In addition, the HRT indicators analyzed were the turbulence onset (TO) index and the turbulence slope (TS) index [17,27,28]. The TO index shows how much the heart’s atria speed up after a ventricular premature complex (VPC) and the percent relative change in the mean of the two R-R intervals before and after a ventricular premature beat (VPB). TS index represents the rate of deceleration of the sinus sequences, followed by the acceleration of the sinuses. It is the slope of the steepest regression line and is calculated based on the sequence of every 5 consecutive R-R intervals after a VPB within 15 R-R intervals after the VPB [27,29,30].

2.9. Exercise Training Program

According to World Health Organization, KTRs should perform at least 150 min of moderate or 75 min of high-intensity exercise or an equivalent combination of moderate and high-intensity aerobic activity per week [31]. Several studies suggest an aerobic exercise training protocol for 20 to 60 min, 2–3 days a week, on non-consecutive days, for 1 to 12 months, with an intensity equal to 50–80% of VO2peak or 40–80% of HRmax [11,32]. In this study, Group A followed a 6-month home-based exercise training program three times per week (Figure 1). The exercise program consisted of 3 combined (aerobic and strengthening) exercise sessions per week. Each exercise session was 60–70 min long, starting with a 10-min warm-up and ending with 10-min cool down exercises (upper and lower extremity stretches). The intensity was moderate, at 50–70% of the predicted VO2peak achieved during CPET. Moreover, during the first week, all KTRs had three familiarization sessions with accredited physical education trainers with expertise in exercise rehabilitation, and then they received a detailed information exercise booklet.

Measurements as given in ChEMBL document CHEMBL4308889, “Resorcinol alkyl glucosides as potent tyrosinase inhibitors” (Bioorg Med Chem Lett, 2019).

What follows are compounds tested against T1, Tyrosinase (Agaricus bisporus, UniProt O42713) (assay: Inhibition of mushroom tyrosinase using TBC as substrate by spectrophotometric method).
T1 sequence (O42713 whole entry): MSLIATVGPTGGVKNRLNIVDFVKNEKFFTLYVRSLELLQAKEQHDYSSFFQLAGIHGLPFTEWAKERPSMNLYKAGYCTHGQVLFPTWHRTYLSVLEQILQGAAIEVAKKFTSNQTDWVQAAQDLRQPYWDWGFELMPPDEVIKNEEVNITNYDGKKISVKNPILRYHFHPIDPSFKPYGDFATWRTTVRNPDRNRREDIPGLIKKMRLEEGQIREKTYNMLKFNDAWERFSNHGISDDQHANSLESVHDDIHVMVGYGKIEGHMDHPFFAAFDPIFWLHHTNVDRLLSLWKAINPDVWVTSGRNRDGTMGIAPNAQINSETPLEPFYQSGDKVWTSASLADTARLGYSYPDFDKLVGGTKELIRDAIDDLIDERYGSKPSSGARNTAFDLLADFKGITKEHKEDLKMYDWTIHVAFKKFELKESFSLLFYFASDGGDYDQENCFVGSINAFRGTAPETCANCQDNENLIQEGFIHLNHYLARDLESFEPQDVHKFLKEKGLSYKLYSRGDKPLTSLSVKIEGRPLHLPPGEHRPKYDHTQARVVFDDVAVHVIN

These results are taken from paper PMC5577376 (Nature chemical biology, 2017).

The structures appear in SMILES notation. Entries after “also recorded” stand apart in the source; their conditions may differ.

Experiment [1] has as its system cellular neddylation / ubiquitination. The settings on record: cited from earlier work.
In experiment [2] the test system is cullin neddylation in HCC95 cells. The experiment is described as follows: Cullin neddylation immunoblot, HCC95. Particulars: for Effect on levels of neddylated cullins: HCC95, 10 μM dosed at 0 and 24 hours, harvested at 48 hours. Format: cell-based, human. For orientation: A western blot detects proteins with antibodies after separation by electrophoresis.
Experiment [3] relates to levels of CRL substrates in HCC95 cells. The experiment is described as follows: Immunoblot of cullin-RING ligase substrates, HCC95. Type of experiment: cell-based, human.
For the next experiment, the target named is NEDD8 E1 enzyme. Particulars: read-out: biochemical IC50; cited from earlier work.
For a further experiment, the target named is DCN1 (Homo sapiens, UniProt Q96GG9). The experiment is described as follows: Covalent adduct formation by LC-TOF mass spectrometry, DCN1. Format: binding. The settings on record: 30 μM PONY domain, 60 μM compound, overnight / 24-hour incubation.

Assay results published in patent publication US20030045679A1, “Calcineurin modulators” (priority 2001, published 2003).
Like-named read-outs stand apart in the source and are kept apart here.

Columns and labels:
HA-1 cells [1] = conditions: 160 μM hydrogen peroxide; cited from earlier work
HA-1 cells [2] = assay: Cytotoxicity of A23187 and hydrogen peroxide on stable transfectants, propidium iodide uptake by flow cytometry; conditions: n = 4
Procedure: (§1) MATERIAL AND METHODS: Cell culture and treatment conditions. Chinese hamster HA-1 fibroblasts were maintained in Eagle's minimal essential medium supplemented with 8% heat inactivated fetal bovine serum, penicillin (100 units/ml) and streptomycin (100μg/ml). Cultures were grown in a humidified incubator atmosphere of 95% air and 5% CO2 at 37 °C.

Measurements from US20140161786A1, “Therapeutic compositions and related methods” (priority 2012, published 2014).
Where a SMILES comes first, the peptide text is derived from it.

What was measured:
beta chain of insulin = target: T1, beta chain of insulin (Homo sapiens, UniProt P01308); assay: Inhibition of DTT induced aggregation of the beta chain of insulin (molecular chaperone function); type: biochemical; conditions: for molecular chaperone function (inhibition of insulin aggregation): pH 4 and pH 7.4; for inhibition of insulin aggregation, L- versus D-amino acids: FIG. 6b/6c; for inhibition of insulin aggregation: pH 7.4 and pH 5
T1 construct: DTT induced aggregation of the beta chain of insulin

Cycling on a stationary bicycle or walking was suggested as aerobic exercise. KTRs were instructed to start exercising progressively from 15 to 40 min before the end of the 6-month exercise program. The goal was to gradually increase the exercise time by 5 min every two weeks [17]. A total of six dynamic muscle-strengthening exercises (2 sets, 8–10 repetitions per session) were included in the strength exercise part. More precisely, with a progressive sequence, KTRs started strengthening exercises from sitting to standing position (divided into 3 phases, based on a similar study protocol [17]), and after the initially gained adaptations, they exercised by using balls, bands, and dumbbells.